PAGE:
Calendar Server performs multiple writes to user entries stored in Directory Server. The bulk of these writes occur when the user logs into Calendar Server for the first time and when the user performs certain actions. These actions include creating a calendar, subscribing to a calendar, changing a preference, and so on. If you do not take these actions into consideration, the Directory Master Server can experience heavy loads.
If you use Directory replication, the LDAP Master Server is replicating entries to the LDAP Replica servers. As Calendar users perform one of these actions, Calendar Server will only be able to write changes to the Master Directory Server. This is because the Replicas are read-only.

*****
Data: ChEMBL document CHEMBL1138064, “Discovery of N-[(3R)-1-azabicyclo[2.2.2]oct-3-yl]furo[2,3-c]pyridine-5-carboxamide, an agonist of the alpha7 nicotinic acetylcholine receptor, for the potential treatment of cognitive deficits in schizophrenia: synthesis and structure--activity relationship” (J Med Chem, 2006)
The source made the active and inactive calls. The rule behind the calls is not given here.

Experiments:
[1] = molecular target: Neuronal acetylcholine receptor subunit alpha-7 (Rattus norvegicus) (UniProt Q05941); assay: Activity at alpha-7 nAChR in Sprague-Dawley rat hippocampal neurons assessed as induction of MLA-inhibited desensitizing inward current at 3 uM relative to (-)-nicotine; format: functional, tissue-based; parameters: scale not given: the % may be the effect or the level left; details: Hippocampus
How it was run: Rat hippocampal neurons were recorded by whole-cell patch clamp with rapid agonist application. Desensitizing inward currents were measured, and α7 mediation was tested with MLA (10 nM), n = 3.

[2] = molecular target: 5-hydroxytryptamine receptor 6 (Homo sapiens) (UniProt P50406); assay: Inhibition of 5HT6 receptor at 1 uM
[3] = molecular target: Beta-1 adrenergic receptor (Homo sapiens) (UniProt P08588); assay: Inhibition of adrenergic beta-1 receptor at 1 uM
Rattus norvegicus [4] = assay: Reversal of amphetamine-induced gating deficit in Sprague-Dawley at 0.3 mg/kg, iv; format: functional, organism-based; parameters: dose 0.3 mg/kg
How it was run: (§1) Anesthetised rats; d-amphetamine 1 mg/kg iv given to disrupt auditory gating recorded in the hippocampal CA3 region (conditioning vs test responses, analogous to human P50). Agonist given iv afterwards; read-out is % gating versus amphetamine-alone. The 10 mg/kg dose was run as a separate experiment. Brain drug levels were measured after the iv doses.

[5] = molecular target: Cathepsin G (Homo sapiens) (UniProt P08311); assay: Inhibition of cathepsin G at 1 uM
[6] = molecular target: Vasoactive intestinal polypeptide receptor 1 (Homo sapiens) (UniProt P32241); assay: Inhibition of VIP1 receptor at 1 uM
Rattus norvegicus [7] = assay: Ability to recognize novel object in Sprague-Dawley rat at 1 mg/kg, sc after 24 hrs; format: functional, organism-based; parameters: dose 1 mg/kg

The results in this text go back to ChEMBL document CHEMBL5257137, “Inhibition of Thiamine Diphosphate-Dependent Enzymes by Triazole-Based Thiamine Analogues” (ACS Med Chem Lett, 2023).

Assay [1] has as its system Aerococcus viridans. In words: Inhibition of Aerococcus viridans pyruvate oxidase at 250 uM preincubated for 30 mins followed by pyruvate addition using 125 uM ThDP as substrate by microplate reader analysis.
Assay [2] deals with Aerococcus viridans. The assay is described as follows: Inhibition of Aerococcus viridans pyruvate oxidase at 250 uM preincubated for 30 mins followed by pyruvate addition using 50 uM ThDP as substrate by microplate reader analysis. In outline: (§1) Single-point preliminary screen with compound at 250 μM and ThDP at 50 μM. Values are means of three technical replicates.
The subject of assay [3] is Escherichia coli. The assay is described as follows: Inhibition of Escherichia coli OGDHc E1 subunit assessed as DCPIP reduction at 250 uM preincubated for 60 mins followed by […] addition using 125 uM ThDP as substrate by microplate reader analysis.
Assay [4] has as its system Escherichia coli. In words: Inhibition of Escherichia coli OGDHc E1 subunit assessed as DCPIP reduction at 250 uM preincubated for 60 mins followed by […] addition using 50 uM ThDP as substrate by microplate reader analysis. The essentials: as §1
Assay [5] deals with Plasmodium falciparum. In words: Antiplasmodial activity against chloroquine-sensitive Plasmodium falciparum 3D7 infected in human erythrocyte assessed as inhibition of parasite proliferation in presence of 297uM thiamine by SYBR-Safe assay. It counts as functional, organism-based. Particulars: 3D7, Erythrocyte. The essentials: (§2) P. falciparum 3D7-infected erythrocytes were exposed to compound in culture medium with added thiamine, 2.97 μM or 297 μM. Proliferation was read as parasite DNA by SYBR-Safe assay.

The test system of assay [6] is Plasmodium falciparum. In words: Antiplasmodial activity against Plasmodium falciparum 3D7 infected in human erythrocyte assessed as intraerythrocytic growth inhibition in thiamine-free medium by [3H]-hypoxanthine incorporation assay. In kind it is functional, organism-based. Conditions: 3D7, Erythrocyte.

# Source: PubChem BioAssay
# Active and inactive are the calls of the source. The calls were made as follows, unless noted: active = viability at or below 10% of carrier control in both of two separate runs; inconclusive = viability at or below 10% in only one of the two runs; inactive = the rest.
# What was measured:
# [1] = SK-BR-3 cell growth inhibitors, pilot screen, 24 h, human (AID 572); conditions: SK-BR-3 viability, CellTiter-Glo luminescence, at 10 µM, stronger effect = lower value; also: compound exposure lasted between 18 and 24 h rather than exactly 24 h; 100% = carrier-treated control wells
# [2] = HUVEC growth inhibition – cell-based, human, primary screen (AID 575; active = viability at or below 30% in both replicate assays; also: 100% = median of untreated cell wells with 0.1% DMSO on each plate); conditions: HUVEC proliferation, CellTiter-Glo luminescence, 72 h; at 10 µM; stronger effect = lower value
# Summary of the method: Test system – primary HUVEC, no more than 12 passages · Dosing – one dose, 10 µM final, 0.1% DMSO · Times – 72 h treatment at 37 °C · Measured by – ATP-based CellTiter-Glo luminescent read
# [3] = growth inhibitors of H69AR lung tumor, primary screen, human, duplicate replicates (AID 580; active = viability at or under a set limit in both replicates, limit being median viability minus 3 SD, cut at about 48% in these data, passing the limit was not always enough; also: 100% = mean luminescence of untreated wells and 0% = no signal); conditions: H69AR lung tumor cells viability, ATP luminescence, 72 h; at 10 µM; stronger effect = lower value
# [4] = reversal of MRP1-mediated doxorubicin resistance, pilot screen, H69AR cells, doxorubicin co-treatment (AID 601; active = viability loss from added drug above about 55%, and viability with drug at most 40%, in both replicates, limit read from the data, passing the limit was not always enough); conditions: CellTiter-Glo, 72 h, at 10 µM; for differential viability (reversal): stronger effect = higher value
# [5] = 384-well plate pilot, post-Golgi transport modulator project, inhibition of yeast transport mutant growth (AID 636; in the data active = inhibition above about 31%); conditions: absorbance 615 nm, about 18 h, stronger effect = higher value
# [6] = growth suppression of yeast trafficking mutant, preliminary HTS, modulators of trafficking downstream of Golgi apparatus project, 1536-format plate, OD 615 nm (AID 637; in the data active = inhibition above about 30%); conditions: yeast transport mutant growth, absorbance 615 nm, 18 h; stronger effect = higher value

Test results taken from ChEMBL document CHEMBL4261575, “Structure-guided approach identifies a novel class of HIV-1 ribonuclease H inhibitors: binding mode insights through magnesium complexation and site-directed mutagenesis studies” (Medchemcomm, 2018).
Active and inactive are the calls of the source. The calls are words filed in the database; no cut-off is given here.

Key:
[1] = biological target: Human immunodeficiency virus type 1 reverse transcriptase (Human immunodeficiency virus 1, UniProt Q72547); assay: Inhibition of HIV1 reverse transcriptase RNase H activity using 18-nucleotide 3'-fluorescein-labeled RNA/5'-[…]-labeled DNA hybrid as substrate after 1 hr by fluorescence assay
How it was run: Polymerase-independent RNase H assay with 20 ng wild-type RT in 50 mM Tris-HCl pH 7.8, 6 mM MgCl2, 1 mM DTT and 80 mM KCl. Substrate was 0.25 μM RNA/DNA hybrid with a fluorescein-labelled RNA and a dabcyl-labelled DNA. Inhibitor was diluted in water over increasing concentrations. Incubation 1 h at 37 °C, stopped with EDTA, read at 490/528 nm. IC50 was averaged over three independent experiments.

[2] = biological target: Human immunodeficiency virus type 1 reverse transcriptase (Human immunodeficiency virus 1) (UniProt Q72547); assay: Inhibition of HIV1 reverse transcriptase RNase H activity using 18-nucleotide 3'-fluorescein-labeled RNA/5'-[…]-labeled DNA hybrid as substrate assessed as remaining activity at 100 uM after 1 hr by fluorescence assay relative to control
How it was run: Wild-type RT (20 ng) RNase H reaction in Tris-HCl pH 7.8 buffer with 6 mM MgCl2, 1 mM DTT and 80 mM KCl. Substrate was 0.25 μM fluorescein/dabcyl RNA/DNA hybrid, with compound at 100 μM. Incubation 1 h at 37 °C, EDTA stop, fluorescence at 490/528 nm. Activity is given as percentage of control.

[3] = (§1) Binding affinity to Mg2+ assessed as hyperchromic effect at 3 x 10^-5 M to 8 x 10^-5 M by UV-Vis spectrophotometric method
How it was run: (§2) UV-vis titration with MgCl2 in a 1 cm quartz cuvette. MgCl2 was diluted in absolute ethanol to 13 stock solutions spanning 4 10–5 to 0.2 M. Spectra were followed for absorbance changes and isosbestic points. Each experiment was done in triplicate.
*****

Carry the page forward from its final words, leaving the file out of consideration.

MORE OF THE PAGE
A second interaction consideration exists in these replicated Directory structures. As users make preference changes, their changes might not be rendered successful until the change is successfully replicated from the Master Directory Server to the Directory Replica, which is in use by the Calendar Server. A workaround is available, in which you configure Calendar Express (cshttpd) attempts to cache the change locally to avoid this latency delay. See Planning for the Calendar Server LDAP Data Cache for more information.